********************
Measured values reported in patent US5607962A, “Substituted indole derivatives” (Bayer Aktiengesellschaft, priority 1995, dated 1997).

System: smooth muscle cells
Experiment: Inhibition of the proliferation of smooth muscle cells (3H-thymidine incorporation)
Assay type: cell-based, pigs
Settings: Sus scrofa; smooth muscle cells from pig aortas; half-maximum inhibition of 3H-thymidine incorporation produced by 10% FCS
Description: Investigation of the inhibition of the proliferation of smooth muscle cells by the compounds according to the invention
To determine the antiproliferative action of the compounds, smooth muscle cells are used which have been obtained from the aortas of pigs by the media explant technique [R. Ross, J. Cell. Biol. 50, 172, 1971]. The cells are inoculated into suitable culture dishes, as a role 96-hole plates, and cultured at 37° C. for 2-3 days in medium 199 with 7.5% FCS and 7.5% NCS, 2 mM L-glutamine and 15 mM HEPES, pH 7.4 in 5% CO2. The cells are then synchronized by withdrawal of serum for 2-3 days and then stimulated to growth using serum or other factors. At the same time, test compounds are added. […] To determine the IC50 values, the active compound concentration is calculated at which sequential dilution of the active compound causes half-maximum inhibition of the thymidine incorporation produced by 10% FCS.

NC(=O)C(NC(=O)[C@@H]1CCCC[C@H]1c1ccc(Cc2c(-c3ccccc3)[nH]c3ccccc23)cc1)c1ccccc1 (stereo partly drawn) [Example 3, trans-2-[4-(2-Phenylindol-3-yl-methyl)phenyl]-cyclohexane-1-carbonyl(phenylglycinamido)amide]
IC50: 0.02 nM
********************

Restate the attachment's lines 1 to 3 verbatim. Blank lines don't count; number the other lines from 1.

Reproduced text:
Measured values reported in patent US5607962A, “Substituted indole derivatives” (Bayer Aktiengesellschaft, priority 1995, dated 1997).

System: smooth muscle cells
Experiment: Inhibition of the proliferation of smooth muscle cells (3H-thymidine incorporation)